Roman Dead

Styx Stones and Roman Bones

This summer take a journey to the underworld of ancient Roman history at the Museum of London Docklands. Styx, stones and Roman bones is a series of interactive shows bringing to life the stories of the Roman Dead throughout August. Children aged 7 and up will love hearing the bizarre and macabre tales of old bones and ancient mythology.

The Romans had unique beliefs surrounding death, which affected how they lived their lives. Romans would often have money, food and other items placed into their graves, as they believed their souls would need such objects for the journey around the River Styx, which wound its way through the Underworld nine times.

Solve an Ancient Mystery

Families will be told the story of Roman Londoner Grata who passed away over 1,800 years ago. They’ll then help solve the mysteries of her death so that her soul can cross the River Styx to the Underworld as it should have long ago.

Learn what she has seen over the centuries and explore the differences between modern London and Roman Londinuim. Then, help Grata finish the journey she started by recreating a Roman funeral to guide her to the Underworld.

Celebrate Grata’s life with music and other Roman traditions in this exciting interactive and sensory show!

Beware! This is not one for the faint hearted as real human bones will be shown and displayed!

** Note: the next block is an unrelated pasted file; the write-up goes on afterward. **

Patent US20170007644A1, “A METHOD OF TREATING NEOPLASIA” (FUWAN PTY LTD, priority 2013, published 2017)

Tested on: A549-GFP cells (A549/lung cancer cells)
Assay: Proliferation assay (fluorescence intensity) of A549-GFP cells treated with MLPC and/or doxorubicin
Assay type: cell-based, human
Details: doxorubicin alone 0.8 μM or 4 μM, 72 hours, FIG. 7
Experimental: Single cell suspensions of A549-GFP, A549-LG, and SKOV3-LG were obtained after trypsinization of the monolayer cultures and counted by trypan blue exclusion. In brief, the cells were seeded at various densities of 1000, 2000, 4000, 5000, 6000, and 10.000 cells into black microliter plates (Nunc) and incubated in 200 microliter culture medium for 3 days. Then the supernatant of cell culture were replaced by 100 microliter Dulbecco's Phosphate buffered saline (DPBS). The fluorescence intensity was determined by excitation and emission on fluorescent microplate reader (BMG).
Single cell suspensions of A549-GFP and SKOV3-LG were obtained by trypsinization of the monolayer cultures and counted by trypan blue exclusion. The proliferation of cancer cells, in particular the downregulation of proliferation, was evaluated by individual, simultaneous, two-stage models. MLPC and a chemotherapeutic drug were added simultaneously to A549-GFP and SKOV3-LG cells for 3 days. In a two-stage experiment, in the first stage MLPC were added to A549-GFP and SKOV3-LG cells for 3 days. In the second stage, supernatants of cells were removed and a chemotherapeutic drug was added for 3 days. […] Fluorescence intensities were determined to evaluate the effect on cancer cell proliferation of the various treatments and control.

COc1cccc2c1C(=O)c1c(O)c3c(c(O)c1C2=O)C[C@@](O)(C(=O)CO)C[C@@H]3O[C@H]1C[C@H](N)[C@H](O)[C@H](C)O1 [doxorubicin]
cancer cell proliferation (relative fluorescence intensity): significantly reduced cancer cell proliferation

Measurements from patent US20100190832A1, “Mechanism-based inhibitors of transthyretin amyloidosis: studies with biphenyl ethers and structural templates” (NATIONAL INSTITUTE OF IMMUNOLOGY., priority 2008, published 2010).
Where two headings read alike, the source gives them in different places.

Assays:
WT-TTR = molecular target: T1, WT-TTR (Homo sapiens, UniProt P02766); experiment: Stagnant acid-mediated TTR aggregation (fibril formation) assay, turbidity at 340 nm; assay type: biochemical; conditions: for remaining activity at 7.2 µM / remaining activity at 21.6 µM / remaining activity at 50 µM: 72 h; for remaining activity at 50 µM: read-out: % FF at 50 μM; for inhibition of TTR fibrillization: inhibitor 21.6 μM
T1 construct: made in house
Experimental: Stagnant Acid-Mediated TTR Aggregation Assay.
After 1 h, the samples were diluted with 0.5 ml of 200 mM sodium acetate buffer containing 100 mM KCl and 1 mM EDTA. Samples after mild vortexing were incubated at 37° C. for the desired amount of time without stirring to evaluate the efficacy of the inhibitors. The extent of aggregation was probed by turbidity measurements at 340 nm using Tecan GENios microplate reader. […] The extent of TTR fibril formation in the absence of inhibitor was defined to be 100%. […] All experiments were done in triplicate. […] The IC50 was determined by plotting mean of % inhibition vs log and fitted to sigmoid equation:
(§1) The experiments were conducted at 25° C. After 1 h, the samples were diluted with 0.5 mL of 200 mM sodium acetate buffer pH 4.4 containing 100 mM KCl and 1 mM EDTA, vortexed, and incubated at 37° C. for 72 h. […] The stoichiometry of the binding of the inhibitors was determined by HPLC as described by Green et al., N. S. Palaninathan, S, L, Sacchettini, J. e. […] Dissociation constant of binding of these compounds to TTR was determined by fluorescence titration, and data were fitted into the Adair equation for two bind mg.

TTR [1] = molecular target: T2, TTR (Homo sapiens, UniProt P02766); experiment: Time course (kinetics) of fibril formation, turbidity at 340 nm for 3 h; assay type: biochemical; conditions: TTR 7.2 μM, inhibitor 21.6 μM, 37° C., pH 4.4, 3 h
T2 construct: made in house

Roman Dead

Last year, a Roman sarcophagus was found near to Harper Road in Southwark. The Roman Dead exhibition is all about what this unique find can tell us about the ancient city, Londinium, that 8 million people now call home.

The exhibition features the sarcophagus alongside the skeletons and the cremated remains of 28 Roman Londoners found during archaeological excavations of ancient cemeteries. Visitors can explore over 200 objects from burial practices and funerary rites from ancient Londinium.

Many items were brought here from across the Empire, showing the extent of London’s international connections. Roman Dead will also use these grave goods and the results of scientific analysis of ancient Londoners’ skeletons to explore who Roman Londoners were, and show the surprising diversity of the ancient city

Roman Mysteries

Author Caroline Lawrence, the author of the bestselling Roman Mysteries children’s books will give an exclusive reading of her new novel on August 18th.

“The Girl with the Ivory Knife” is the first of a new series of time travel books from Caroline. The story was inspired by a female skeleton and the exotic ivory handled knife that she was discovered with, which is currently part of the Roman Dead display.

Caroline will give an exclusive reading from the new book, which is due out in April 2019, before showing guests through the exhibition.

Further Information:

When: 1st-31st August 2018

Where:Museum of London Docklands, No.1 Warehouse, West India Quay, London E14 4AL

W:https://www.museumoflondon.org.uk/museum-london-docklands/whats-on/styx-stones-roman-bones

A relaxed performance will take place on 11 Aug at 11:30am for visitors who might benefit from a more relaxed environment including those with autism, learning difficulties, sensory or communication needs and their families.

If you have any additional needs that you would like to discuss with us prior to your visit, please contact us at access@museumoflondon.org.uk.

 

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